Upscale Chandler plaza struggling for tenants - East Valley Tribune: Business

Upscale Chandler plaza struggling for tenants

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Posted: Saturday, July 11, 2009 9:47 pm | Updated: 1:05 am, Sat Oct 8, 2011.

Downtown Ocotillo is a daunting moniker for an architecturally stylish but mostly empty shopping center on the southwest corner of Dobson and Queen Creek roads in south Chandler.

Downtown Ocotillo is a daunting moniker for an architecturally stylish but mostly empty shopping center on the southwest corner of Dobson and Queen Creek roads in south Chandler.

A "downtown" tag summons up images of a community's central core, a place where people live, work and play.

And while the economic downturn dashed Downtown Ocotillo developers' plans for a rapid startup, the prime property, surrounded by high-tech businesses and high-income households, is still pegged to live up to those high expectations, said Spike Lawrence, co-founder of Lawrence & Geyser Development Co.

"October, 2008 - I can't think of a worse time to open an upper-end shopping center, but we did open, and we're well-positioned," Lawrence said. "We spent a lot of money on this property, and we have zero regrets. It's just going to take longer to fill up with quality tenants."

Lawrence wouldn't speculate on how much longer, but he said he is committed to the project and has enough financing to wait out the economy, however long it takes.

He is building an $800,000 bridge that will connect Downtown Ocotillo's retail core with homes and businesses south of the project's man-made lake, keeping the landscaping lush and holding out for "lifestyle retail and restaurant" tenants rather than downscaling the project's upscale image to suit economic conditions.

"We are clearly not retreating," Lawrence said.

And there are a few businesses up and running. You can find them by the scattered clusters of cars in the mostly barren parking lot.

Paulette Gaffney, who lives in the bustling Biltmore area of Phoenix - a good 30-minute drive away - parked practically at the front door of the Leidan Mitchell Salon & Spa.

She followed her favorite hair stylist to the south Chandler shop and said it's worth the trip for a good haircut - even if she can't accomplish other shopping errands while at the retail center.

In fact, Leidan Mitchell is doing better than expected at Downtown Ocotillo despite the lack of walk-by business, said salon owner Jacki Tatum.

"We expected to take a year to grow, and we're right on schedule," she said.

The salon attracts top technicians who bring their own customers, Tatum said, and she's picked up lots of new customers by promoting the business in the Sun Lakes and Ocotillo areas surrounding her shop.

That's because the salon is a destination retailer, that is, a business that will draw customers to a specific shopping center rather than another one across the street or down the road.

So is Fresh & Easy, a Downtown Ocotillo version of the British-based specialty supermarket chain that touts low prices and fresh produce.

Dan Ross drives by packed shopping centers anchored by national supermarket brands and filled with lots of other businesses from dry cleaners to drug stores so he can grocery shop at Fresh & Easy.

Ross said it's worth bypassing the closer-to-home, one-stop shopping centers because Fresh & Easy carries so many of the organic foods he likes.

Restaurants also are destination draws. Three eateries are open at Downtown Ocotillo and fill up nearby parking spots at mealtimes.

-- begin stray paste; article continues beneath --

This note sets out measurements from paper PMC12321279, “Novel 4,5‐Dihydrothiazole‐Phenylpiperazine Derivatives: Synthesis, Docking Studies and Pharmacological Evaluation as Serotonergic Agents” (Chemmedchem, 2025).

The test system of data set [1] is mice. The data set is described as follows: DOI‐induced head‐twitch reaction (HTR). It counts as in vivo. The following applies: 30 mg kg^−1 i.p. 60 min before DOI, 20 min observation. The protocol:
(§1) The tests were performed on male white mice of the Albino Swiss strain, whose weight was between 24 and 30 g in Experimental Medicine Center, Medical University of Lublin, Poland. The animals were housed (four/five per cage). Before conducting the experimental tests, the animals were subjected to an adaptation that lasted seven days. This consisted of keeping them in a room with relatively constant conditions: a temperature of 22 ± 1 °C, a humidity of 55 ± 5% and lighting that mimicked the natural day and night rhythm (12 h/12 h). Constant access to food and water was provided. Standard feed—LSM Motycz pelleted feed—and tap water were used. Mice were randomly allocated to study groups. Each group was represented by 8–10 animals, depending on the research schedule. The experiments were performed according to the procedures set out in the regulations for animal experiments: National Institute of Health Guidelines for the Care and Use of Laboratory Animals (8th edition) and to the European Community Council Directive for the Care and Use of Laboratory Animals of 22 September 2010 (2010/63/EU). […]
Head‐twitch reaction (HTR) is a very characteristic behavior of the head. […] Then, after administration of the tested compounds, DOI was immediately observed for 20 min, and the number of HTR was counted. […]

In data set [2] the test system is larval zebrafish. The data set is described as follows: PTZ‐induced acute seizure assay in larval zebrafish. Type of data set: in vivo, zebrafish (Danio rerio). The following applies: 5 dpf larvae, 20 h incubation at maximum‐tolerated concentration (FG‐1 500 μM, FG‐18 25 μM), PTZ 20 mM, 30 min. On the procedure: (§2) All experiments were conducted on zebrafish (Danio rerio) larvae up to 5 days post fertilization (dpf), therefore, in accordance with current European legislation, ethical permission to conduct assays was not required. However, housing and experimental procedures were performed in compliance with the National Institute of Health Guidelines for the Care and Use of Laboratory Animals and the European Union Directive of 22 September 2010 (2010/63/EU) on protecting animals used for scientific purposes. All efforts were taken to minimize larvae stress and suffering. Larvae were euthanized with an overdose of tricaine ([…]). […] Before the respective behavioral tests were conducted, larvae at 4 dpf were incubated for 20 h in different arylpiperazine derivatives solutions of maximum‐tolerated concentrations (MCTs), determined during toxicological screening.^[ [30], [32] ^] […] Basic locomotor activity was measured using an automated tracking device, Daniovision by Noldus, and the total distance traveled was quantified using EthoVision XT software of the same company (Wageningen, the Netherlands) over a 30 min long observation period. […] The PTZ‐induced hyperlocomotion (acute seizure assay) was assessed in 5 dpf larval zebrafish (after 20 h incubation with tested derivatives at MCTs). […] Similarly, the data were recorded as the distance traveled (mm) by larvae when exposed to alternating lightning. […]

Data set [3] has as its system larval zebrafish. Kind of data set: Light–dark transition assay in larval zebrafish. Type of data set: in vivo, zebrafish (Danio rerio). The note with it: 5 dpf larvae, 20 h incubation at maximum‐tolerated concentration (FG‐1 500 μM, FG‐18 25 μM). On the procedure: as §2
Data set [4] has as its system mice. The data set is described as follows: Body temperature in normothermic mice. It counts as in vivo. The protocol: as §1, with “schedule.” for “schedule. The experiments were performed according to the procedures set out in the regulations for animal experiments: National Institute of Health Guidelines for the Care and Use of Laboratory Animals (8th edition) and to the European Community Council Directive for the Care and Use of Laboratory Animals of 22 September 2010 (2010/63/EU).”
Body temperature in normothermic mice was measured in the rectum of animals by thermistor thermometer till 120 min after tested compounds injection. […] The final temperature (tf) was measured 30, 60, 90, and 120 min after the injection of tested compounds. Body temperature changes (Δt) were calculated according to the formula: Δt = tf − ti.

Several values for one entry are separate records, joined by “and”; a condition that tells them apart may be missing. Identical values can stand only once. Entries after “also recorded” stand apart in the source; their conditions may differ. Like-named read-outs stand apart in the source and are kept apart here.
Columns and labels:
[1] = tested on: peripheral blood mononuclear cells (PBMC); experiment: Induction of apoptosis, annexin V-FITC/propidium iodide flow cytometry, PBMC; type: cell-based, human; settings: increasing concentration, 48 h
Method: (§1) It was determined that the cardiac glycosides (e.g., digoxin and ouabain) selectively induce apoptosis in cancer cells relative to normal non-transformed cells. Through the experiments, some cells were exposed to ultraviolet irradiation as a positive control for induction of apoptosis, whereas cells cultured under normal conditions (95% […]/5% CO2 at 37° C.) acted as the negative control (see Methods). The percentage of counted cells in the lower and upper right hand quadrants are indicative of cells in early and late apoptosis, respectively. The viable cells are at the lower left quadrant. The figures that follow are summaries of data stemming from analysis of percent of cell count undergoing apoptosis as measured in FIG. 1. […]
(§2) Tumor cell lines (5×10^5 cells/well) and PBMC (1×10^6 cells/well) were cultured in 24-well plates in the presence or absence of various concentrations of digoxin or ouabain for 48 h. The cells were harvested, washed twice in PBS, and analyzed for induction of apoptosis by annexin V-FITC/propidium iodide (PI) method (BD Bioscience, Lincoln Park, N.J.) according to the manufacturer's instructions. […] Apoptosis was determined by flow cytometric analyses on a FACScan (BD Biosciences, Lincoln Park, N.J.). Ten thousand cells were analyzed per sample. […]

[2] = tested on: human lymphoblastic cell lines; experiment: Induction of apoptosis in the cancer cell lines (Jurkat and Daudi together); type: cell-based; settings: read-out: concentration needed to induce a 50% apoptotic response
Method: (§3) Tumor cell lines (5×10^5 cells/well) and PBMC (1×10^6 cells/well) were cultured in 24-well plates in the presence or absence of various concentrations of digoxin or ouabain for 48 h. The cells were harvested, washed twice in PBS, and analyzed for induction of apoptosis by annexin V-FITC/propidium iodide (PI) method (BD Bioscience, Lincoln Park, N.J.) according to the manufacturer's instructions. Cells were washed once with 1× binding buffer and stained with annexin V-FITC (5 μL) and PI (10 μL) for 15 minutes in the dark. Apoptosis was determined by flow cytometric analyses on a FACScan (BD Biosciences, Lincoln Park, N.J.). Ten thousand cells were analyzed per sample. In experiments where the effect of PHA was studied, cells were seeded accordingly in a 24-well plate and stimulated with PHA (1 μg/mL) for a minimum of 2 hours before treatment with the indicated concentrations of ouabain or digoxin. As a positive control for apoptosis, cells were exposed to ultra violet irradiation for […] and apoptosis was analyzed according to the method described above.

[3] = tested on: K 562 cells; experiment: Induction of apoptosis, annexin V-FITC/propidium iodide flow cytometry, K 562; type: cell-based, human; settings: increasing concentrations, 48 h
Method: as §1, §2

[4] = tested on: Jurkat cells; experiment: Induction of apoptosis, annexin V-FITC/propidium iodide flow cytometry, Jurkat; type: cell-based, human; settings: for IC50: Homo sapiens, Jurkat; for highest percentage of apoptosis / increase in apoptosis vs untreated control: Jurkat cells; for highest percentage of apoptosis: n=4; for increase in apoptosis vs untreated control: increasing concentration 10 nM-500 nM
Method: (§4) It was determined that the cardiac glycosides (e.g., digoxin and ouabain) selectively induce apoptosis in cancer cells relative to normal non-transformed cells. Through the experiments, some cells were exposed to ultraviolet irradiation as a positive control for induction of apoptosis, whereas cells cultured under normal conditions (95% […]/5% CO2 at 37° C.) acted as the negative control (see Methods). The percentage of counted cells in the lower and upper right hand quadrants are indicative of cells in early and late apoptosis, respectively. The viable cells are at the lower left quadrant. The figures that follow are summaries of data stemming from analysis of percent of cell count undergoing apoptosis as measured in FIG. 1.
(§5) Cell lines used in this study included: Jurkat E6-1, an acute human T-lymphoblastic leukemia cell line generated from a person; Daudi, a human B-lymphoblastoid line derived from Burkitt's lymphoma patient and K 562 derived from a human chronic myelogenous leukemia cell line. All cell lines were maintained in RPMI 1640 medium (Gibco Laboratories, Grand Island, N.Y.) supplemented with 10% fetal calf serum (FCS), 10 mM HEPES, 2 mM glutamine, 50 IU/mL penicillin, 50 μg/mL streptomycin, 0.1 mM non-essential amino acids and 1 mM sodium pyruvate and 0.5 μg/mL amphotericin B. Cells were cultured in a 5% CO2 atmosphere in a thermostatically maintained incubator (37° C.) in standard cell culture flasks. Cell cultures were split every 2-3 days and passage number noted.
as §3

Lori Becker of Sun Lakes and her husband come to Downtown Ocotillo often to dine.

"We love Sauce and Egg & I," Becker said. "We are here at least once a week."

Sauce is "performing OK and has been improving as the center matures," said Debbie Porter, vice president of marketing for Scottsdale-based Fox Restaurant Concepts.

A boutique clothing store at the center appears to be much less busy, but the owner did not respond to a query about business. An upscale home furnishings store plans to open in September, according to a sign in the window.

And, slower than hoped for maybe, but steadily, other retailers are coming to the center.

Lawrence has a couple of high-end eateries nearly ready to move into Downtown Ocotillo in the fall, he said.

An 11,000-square-foot Sapporo restaurant is still cooking up plans for its Chandler debut, he said.

And a new concept from Scottsdale restaurateurs - Lawrence would not say which ones - is in the works. A boutique fitness center and dance studio also is expecting to open in fall, Lawrence said.

And when those businesses are added to the current lineup, much of the first 65,000 square feet of shop space will be filled.

Then Lawrence will begin building the rest of the retail and office complex, adding another 40,000 to 60,000 square feet to the center.

Lawrence hopes the pieces of land he sold to other developers will spring to life when the economy does, too.

A hotel, like the retail, is stalled but still scheduled, said James Smith, Chandler economic development specialist.

An Aloft - a new, urban boutique hotel concept by Sheraton and W Hotels brandowner Starwood Hotels & Resorts - was pegged to break ground this summer. Plans are being redrawn, and a groundbreaking by year-end is unlikely, Smith said, but the trendy inn is still expected to be built when the economy recovers.

A residential developer plans to build about 200 pricey independent senior living condos adjacent to the shopping center. Building was expected to start last year, but ground remains unbroken on that project as well.

Downtown Ocotillo was designed to become "a center of commerce, a place to gather and do business, with a hotel, a grocery store, nicer restaurants, boutique stores," Smith said. "It was going forward aggressively, then the economy just stopped it."

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